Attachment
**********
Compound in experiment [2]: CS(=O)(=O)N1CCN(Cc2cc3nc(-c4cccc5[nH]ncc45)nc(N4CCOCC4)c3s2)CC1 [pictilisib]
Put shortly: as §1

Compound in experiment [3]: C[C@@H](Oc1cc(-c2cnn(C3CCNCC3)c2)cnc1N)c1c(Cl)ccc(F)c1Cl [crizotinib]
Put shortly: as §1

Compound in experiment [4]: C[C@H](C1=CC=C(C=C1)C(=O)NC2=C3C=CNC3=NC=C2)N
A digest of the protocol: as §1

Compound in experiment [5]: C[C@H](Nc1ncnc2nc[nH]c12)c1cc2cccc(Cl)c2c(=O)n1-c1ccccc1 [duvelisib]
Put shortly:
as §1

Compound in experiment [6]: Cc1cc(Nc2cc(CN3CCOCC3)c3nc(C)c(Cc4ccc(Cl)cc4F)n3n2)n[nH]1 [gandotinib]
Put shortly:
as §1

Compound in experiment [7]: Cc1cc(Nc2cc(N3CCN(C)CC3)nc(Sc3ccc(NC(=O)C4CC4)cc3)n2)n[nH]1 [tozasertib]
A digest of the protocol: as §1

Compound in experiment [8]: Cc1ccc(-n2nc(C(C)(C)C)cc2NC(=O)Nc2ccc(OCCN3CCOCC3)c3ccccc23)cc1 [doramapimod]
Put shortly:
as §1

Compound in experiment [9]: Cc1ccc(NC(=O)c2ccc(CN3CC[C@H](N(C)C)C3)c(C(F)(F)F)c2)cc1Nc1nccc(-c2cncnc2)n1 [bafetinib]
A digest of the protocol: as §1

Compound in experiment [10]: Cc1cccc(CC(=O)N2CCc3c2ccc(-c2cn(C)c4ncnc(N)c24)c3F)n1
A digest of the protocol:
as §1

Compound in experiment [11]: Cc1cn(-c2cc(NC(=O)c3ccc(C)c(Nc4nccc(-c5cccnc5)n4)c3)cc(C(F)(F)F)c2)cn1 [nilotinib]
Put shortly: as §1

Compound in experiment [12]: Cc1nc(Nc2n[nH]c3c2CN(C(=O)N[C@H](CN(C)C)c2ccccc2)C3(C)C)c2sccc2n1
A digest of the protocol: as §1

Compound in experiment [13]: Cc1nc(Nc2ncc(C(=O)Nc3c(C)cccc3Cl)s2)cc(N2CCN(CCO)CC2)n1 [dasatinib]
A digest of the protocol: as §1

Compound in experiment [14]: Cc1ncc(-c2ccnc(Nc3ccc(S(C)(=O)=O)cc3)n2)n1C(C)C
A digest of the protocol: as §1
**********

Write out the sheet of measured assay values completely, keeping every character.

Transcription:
Compound in experiment [2]: CS(=O)(=O)N1CCN(Cc2cc3nc(-c4cccc5[nH]ncc45)nc(N4CCOCC4)c3s2)CC1 [pictilisib]
Put shortly: as §1

Compound in experiment [3]: C[C@@H](Oc1cc(-c2cnn(C3CCNCC3)c2)cnc1N)c1c(Cl)ccc(F)c1Cl [crizotinib]
Put shortly: as §1

Compound in experiment [4]: C[C@H](C1=CC=C(C=C1)C(=O)NC2=C3C=CNC3=NC=C2)N
A digest of the protocol: as §1

Compound in experiment [5]: C[C@H](Nc1ncnc2nc[nH]c12)c1cc2cccc(Cl)c2c(=O)n1-c1ccccc1 [duvelisib]
Put shortly:
as §1

Compound in experiment [6]: Cc1cc(Nc2cc(CN3CCOCC3)c3nc(C)c(Cc4ccc(Cl)cc4F)n3n2)n[nH]1 [gandotinib]
Put shortly:
as §1

Compound in experiment [7]: Cc1cc(Nc2cc(N3CCN(C)CC3)nc(Sc3ccc(NC(=O)C4CC4)cc3)n2)n[nH]1 [tozasertib]
A digest of the protocol: as §1

Compound in experiment [8]: Cc1ccc(-n2nc(C(C)(C)C)cc2NC(=O)Nc2ccc(OCCN3CCOCC3)c3ccccc23)cc1 [doramapimod]
Put shortly:
as §1

Compound in experiment [9]: Cc1ccc(NC(=O)c2ccc(CN3CC[C@H](N(C)C)C3)c(C(F)(F)F)c2)cc1Nc1nccc(-c2cncnc2)n1 [bafetinib]
A digest of the protocol: as §1

Compound in experiment [10]: Cc1cccc(CC(=O)N2CCc3c2ccc(-c2cn(C)c4ncnc(N)c24)c3F)n1
A digest of the protocol:
as §1

Compound in experiment [11]: Cc1cn(-c2cc(NC(=O)c3ccc(C)c(Nc4nccc(-c5cccnc5)n4)c3)cc(C(F)(F)F)c2)cn1 [nilotinib]
Put shortly: as §1

Compound in experiment [12]: Cc1nc(Nc2n[nH]c3c2CN(C(=O)N[C@H](CN(C)C)c2ccccc2)C3(C)C)c2sccc2n1
A digest of the protocol: as §1

Compound in experiment [13]: Cc1nc(Nc2ncc(C(=O)Nc3c(C)cccc3Cl)s2)cc(N2CCN(CCO)CC2)n1 [dasatinib]
A digest of the protocol: as §1

Compound in experiment [14]: Cc1ncc(-c2ccnc(Nc3ccc(S(C)(=O)=O)cc3)n2)n1C(C)C
A digest of the protocol: as §1